Okay, so I don't have as much time to write tonight, so this may not be as long or as thought out as some of my other posts. In this write up, I would like to discuss stunting (a subject you know I think a lot about if you've read this blog), and make a case against them, which may surprise some long-time roleplaying companions of mine.
First of all, what is stunting? In a great comment to my last post, Tim asked why we needed a special word for it at all, wasn't it simply explaining things in a cool way? I can definitely see how for most roleplayers I have seen (outside of my weekly groups) and for most systems, their form of stunting is exactly that: a cool way to describe a sword swing or your character's efforts to unlock in the mysteries of the tree folk's magic. However, I believe that what we normally engage in during play sessions with my group is much more complex, and does deserve its own word, simply because it is that much more complicated.
A great stunt is a story all on its own. It has a beginning middle and end. Narrative control is seized from the GM and promptly used to execute feats of awesomeness impossible without the ability to control everyone and everything around them. There may be dialogue in there, there may be graphically described magical abilities or items. There will almost certainly be some shaking of the earth or some equally significant sign that the universe is in awe of the proceedings. Ideally the conclusion brings forth something that has been hinted at throughout the rest of the stunt. The best stunts call in character traits and previous events that remind everyone why they are here, fighting against the challenge. And the absolute best stunts leave the other players and the GM gaping, slack jawed at the spectacle of pure imagination that has been erected before them, their minds desperately racing to take it all in, for the stunt only lasts for a moment before the next person wipes the slate clean to begin their sword-born story of glory and death.
Stunts have become so integral to the ways that the sunday crew played (when it was happening), that we even had games that were essentially nothing but one long stunt after another. Persona was beaten out of shape in order to support more fully this fully stunt-driven game we were playing. Now don't get me wrong, that slack jawed amazement is something to experience. It is addictive like crack, and you're always looking for the next awesomeness high. I think it appeals to the action movie fan inside most of us, the one that wants one more explosion in the movie, one more gun fight, or one more no-holds-barred brawl on the wing of the airplane. It is an adrenaline rush, and it lets you tell very cool stories. As an example of some of the crazy things that can be done, here is one of the player-created stories that occurred in one of my games without my planning or even helping with it:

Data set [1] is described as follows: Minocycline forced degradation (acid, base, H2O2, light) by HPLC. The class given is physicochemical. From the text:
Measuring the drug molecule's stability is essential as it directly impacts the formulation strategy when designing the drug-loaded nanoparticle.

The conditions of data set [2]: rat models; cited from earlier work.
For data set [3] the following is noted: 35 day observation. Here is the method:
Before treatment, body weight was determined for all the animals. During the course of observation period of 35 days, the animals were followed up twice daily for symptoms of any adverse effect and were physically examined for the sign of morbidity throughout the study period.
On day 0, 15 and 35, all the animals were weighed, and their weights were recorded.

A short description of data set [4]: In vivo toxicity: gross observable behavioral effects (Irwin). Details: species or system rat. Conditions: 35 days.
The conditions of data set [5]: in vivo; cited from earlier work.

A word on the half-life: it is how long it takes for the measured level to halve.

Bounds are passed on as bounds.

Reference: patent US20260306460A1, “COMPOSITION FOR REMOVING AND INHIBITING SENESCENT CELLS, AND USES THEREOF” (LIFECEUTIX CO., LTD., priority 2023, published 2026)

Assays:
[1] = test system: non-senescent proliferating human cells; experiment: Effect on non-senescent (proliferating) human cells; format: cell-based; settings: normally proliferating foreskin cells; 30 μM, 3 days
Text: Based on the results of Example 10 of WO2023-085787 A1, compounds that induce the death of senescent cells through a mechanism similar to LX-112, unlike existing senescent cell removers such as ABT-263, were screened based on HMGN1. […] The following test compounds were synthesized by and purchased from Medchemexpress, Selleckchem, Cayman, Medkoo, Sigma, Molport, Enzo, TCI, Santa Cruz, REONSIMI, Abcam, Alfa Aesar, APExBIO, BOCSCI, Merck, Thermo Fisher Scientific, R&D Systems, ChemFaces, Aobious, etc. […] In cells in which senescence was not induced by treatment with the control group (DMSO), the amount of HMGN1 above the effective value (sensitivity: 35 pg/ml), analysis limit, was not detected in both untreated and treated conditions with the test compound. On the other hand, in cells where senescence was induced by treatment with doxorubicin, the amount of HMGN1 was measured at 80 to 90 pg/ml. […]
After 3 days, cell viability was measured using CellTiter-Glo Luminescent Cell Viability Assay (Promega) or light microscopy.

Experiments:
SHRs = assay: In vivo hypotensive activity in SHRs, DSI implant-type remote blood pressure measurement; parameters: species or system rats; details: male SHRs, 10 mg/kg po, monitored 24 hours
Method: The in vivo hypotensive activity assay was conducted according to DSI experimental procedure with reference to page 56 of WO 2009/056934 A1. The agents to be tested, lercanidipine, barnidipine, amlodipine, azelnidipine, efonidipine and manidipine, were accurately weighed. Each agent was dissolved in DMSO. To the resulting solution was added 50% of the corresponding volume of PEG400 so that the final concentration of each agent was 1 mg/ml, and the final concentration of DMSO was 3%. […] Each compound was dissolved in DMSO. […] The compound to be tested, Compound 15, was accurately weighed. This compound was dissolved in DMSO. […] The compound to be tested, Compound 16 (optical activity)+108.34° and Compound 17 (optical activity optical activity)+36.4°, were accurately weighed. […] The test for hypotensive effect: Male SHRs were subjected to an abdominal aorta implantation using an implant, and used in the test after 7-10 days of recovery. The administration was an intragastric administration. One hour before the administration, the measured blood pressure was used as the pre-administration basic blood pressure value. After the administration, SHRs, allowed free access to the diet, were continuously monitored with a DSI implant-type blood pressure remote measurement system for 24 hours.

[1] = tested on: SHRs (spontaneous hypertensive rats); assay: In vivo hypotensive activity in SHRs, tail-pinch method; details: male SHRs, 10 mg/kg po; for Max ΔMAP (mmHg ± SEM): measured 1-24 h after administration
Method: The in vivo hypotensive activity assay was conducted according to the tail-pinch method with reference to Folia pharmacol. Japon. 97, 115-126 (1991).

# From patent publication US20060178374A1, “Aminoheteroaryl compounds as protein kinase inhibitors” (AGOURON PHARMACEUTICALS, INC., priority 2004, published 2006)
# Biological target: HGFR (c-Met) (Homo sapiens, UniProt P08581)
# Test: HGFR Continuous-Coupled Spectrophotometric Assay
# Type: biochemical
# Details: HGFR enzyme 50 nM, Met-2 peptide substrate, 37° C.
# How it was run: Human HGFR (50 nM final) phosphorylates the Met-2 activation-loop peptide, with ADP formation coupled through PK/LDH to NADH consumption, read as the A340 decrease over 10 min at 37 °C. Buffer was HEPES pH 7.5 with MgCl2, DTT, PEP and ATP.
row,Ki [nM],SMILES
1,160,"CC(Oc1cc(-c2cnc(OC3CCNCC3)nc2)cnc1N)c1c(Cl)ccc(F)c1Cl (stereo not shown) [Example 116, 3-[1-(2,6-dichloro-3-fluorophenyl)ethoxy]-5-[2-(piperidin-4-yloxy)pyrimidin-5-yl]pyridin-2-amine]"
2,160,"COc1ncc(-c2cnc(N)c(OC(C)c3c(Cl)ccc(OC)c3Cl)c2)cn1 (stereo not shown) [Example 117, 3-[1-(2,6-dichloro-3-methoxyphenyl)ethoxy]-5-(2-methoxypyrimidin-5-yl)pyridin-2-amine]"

The character was the last detective at the end of time, when murder no longer existed for no one could die. He was the only one to still care, because he was the last one to loose someone. He coulnd't help but spend every moment thinking about her. Even when the last star died out signaling the end of humanity he thought of nothing but her. While traveling back through time to save everyone he thought only of her, and when the climactic battle had finished, he only had thoughts for the one thing that gave him strength to see it through. He realized something then: in order for the human race to live, in order for him to complete his role in the pivitol battle, he needed his motivation. So, as his final act, he used his time travel powers to go forward once again to the end of a star and kill his one true love.